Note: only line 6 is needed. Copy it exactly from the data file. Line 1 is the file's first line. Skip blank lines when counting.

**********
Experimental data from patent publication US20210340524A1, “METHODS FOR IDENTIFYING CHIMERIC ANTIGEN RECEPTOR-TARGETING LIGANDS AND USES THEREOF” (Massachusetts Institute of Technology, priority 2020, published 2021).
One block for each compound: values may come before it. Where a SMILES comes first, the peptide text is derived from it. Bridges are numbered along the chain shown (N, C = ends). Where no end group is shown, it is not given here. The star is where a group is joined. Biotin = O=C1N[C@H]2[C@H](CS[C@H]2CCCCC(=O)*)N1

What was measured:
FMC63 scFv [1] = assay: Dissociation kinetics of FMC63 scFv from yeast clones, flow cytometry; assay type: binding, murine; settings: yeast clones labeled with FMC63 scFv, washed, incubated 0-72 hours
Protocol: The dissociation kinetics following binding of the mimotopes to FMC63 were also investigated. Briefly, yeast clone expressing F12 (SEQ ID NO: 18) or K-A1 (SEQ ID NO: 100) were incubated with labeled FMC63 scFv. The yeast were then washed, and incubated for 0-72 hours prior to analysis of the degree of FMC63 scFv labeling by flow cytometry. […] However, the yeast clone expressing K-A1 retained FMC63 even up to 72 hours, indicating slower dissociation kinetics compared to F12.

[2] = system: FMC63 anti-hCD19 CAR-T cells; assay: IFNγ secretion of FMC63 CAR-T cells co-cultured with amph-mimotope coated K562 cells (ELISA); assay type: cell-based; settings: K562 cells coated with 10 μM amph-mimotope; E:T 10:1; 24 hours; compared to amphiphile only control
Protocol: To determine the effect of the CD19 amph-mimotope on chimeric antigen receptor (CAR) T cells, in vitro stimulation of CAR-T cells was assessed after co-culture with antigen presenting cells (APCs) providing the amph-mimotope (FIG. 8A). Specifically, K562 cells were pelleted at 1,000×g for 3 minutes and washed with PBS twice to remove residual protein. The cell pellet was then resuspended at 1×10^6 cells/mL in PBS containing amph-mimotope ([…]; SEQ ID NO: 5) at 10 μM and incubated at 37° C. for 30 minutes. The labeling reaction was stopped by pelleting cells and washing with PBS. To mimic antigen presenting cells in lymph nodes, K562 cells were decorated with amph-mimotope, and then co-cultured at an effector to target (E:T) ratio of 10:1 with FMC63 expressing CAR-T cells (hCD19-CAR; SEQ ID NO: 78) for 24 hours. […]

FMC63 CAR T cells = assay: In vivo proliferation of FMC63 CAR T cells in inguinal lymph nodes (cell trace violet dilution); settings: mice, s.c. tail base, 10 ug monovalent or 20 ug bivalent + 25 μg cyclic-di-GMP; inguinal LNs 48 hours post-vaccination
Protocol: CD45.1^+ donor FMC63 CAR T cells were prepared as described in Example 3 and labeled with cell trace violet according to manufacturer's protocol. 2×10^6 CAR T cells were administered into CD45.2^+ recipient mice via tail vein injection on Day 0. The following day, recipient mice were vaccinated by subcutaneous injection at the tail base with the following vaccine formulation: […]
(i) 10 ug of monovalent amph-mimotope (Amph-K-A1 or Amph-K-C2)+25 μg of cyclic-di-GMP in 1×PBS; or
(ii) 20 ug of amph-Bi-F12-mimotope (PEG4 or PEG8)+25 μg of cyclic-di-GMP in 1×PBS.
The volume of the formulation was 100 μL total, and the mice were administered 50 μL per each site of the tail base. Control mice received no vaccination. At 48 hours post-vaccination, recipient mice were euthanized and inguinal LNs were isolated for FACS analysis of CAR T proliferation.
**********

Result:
[2] = system: FMC63 anti-hCD19 CAR-T cells; assay: IFNγ secretion of FMC63 CAR-T cells co-cultured with amph-mimotope coated K562 cells (ELISA); assay type: cell-based; settings: K562 cells coated with 10 μM amph-mimotope; E:T 10:1; 24 hours; compared to amphiphile only control